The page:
Benjamin Graham wrote in his book "The Intelligent Investor" that in the short run the market is a voting machine, but in the long run it is a weighing machine. This is in reference to how P/E ratios alone do not tell the entire story, even when they're compared within their industry peers. On what basis do analysts claim that a stock is cheap just because it has a P/E ratio in the range of 10-20? Historical earnings and ratios? And how sure are they that the historical earnings will be achieved and sustained once again? We are in a recession, investors are not willing to pay a higher premium anymore per $1.00 of earnings.
Rackspace Hosting Inc. (NYSE:RAX) is a perfect example. Last year company was trading at a 120 P/E multiple, now it is trading with a P/E of 84.19. Maybe investors are realizing that paying $120 per one dollar of earnings is just absurd. I understand that P/E also takes into account company's growth prospects, but a 120 P/E ratio is just not warranted. Other tech companies such as Concur Technologies Inc. (NASDAQ:CNQR), Allot Communications Ltd. (NASDAQ:ALLT) and Parametric Technology Corp. (PMTC) also boast P/E ratios in the triple digits. Seldom companies' revenues and earnings cannot keep pace with astronomical forward P/E ratios. Such was the case with Microsoft (NASDAQ:MSFT) years ago.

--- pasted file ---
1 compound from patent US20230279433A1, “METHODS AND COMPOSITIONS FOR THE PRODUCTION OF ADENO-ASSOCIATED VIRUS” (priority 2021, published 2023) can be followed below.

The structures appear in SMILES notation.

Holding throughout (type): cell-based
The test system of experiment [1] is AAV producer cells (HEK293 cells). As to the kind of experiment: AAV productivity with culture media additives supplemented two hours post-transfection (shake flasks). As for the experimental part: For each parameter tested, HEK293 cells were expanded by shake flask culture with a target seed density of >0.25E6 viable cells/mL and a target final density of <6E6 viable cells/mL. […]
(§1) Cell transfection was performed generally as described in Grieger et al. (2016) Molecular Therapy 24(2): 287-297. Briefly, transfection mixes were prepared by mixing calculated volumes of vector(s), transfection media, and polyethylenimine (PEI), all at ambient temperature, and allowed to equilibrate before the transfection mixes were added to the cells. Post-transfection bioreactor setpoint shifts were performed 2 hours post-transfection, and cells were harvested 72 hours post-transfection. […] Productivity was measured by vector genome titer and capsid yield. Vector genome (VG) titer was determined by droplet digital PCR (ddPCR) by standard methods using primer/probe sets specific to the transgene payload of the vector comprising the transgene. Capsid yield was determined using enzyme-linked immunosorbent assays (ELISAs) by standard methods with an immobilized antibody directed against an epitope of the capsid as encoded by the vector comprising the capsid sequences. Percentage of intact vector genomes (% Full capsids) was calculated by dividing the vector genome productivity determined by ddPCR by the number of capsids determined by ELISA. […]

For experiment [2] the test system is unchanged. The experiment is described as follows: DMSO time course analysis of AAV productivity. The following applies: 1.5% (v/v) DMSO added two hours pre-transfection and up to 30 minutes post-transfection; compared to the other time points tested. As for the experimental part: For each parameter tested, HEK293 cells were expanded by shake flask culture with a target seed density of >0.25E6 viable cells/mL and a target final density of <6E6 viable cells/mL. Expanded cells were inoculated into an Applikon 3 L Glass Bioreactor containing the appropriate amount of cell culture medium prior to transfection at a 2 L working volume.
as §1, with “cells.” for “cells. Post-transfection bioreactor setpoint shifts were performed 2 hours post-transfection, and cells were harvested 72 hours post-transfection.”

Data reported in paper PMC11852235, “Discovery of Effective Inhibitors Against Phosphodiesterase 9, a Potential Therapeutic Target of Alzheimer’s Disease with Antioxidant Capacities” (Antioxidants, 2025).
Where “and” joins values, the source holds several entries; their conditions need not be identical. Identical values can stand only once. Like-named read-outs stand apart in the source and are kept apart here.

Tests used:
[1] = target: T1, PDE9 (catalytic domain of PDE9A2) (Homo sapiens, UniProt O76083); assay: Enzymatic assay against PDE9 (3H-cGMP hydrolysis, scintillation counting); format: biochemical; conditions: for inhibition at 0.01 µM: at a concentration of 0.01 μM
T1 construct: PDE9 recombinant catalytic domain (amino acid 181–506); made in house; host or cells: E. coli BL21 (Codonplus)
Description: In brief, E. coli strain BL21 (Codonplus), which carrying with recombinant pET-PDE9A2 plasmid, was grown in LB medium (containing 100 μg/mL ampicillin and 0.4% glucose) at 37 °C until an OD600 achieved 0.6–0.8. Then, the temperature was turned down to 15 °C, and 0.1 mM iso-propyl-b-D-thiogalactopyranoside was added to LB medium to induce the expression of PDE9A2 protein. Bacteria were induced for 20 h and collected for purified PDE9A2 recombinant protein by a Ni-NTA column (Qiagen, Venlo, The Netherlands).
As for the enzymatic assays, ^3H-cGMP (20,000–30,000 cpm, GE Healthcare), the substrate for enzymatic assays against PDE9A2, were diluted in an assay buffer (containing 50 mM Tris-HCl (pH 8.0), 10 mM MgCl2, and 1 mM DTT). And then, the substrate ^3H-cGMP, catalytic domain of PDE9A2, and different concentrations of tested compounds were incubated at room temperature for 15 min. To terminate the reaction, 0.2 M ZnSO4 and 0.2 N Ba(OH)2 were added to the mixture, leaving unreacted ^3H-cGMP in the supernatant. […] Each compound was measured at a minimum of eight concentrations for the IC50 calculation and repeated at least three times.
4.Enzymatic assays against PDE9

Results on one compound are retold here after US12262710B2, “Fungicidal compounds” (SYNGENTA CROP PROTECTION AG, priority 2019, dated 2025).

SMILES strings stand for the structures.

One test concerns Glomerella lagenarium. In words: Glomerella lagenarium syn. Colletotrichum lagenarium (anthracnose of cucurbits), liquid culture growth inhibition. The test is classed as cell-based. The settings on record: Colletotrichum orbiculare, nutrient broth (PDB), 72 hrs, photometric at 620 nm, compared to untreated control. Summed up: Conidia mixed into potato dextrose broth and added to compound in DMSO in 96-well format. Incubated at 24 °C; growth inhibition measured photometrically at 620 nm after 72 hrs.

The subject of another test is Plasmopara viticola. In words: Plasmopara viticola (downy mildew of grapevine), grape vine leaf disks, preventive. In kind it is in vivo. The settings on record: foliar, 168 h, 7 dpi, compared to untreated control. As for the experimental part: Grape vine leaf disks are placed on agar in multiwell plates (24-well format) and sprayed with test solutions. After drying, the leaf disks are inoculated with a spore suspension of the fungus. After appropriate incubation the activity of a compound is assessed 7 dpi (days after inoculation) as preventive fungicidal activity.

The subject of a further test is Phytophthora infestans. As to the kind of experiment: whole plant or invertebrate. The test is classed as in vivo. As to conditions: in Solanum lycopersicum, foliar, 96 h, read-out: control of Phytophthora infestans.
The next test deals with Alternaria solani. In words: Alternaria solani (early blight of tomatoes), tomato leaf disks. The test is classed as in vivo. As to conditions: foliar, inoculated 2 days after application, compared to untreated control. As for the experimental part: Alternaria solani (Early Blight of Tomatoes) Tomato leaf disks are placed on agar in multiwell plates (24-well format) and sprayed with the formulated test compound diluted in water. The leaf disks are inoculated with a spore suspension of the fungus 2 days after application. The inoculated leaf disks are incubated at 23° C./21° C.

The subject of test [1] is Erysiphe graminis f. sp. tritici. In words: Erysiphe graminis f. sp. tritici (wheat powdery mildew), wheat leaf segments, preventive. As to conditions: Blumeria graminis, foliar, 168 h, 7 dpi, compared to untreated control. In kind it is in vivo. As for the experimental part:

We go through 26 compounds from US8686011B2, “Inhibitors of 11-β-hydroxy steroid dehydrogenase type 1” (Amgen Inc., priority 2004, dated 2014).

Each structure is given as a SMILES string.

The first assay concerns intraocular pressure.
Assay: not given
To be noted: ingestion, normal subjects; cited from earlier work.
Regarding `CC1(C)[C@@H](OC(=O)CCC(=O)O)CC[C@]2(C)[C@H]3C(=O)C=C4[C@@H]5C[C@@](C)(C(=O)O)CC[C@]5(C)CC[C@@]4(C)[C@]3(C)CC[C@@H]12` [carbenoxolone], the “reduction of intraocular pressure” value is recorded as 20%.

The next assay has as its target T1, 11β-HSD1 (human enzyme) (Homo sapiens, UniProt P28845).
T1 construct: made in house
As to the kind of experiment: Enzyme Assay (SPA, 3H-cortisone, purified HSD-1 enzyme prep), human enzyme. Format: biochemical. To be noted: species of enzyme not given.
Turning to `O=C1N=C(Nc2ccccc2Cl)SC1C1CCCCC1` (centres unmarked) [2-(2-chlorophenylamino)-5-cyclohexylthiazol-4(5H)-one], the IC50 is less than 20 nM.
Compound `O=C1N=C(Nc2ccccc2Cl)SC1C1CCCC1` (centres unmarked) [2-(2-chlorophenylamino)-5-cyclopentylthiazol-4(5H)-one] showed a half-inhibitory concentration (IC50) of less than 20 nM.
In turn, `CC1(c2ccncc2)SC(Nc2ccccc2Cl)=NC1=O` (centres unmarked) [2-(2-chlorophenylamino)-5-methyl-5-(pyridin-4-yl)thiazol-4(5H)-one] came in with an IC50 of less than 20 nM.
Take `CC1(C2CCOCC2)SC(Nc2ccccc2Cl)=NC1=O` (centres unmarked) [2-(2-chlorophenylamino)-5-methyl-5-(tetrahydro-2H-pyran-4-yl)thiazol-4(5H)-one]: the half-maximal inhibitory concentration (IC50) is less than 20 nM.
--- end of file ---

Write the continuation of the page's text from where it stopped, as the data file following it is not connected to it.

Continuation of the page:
Let us reminisce for a minute as to what happened to Yahoo Inc. (NASDAQ:YHOO) before the dot.com bubble burst. On December 7, 1999 Yahoo was screaming upwards, gaining additional 63.6% on top of the 80% gain since that year began. At the time Yahoo's P/E ratio was 263 times revenues and 3,263 times earnings.
What happened next? S&P 500 decided to add the company to its index because of this phenomenal news.
What happened thereafter? S&P's addition brought even more amateur investors to the table, and irrational exuberance was in full effect. Meanwhile in the same month, Yum Brands (NYSE:YUM) was earning more than 17 times Yahoo's size, but yet company's stock was only selling at nine times its earnings and a little over 70% of its revenues.
During security analysis, there is more value placed on P/E ratios than is warranted. The denominator, earnings, is based on an accounting measure which can be manipulated, resulting in a large standard deviation from its average historical P/E measures. In addition, protracted neglect or unpopularity of a security can also cause price declines to unduly low levels. P/E ratios can be very useful at times, but most of the time they are meaningless.